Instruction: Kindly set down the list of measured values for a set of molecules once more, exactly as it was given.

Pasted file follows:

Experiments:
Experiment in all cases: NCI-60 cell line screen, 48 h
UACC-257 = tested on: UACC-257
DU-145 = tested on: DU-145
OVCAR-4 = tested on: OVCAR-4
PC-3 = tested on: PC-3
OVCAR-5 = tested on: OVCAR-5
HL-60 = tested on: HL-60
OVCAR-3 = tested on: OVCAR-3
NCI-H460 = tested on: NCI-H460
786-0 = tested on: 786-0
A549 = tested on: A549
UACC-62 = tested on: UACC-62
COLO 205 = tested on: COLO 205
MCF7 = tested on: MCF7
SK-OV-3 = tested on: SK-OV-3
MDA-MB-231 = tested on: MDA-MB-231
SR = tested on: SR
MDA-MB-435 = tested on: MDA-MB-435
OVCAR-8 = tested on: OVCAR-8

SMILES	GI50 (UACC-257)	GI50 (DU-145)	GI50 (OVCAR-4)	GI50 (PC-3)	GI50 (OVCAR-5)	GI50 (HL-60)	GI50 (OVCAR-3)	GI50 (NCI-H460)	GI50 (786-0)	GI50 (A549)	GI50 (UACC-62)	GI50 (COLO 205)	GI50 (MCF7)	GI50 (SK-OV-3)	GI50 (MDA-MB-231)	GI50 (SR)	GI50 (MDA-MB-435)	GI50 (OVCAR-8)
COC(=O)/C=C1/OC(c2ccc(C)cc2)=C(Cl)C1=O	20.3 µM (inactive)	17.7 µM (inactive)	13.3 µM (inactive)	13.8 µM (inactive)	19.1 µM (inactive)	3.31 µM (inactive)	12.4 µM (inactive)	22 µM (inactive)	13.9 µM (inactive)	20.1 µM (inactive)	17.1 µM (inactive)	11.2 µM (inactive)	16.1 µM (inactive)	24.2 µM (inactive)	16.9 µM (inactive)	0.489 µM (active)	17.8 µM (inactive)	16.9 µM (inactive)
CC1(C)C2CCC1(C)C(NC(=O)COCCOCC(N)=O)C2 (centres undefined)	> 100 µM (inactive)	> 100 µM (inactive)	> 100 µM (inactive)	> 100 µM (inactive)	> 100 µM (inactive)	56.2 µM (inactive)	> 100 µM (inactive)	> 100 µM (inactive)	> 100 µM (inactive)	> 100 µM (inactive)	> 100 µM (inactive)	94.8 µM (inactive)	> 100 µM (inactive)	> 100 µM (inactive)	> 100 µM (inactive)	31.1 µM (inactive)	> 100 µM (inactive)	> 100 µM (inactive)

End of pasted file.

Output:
Experiments:
Experiment in all cases: NCI-60 cell line screen, 48 h
UACC-257 = tested on: UACC-257
DU-145 = tested on: DU-145
OVCAR-4 = tested on: OVCAR-4
PC-3 = tested on: PC-3
OVCAR-5 = tested on: OVCAR-5
HL-60 = tested on: HL-60
OVCAR-3 = tested on: OVCAR-3
NCI-H460 = tested on: NCI-H460
786-0 = tested on: 786-0
A549 = tested on: A549
UACC-62 = tested on: UACC-62
COLO 205 = tested on: COLO 205
MCF7 = tested on: MCF7
SK-OV-3 = tested on: SK-OV-3
MDA-MB-231 = tested on: MDA-MB-231
SR = tested on: SR
MDA-MB-435 = tested on: MDA-MB-435
OVCAR-8 = tested on: OVCAR-8

SMILES	GI50 (UACC-257)	GI50 (DU-145)	GI50 (OVCAR-4)	GI50 (PC-3)	GI50 (OVCAR-5)	GI50 (HL-60)	GI50 (OVCAR-3)	GI50 (NCI-H460)	GI50 (786-0)	GI50 (A549)	GI50 (UACC-62)	GI50 (COLO 205)	GI50 (MCF7)	GI50 (SK-OV-3)	GI50 (MDA-MB-231)	GI50 (SR)	GI50 (MDA-MB-435)	GI50 (OVCAR-8)
COC(=O)/C=C1/OC(c2ccc(C)cc2)=C(Cl)C1=O	20.3 µM (inactive)	17.7 µM (inactive)	13.3 µM (inactive)	13.8 µM (inactive)	19.1 µM (inactive)	3.31 µM (inactive)	12.4 µM (inactive)	22 µM (inactive)	13.9 µM (inactive)	20.1 µM (inactive)	17.1 µM (inactive)	11.2 µM (inactive)	16.1 µM (inactive)	24.2 µM (inactive)	16.9 µM (inactive)	0.489 µM (active)	17.8 µM (inactive)	16.9 µM (inactive)
CC1(C)C2CCC1(C)C(NC(=O)COCCOCC(N)=O)C2 (centres undefined)	> 100 µM (inactive)	> 100 µM (inactive)	> 100 µM (inactive)	> 100 µM (inactive)	> 100 µM (inactive)	56.2 µM (inactive)	> 100 µM (inactive)	> 100 µM (inactive)	> 100 µM (inactive)	> 100 µM (inactive)	> 100 µM (inactive)	94.8 µM (inactive)	> 100 µM (inactive)	> 100 µM (inactive)	> 100 µM (inactive)	31.1 µM (inactive)	> 100 µM (inactive)	> 100 µM (inactive)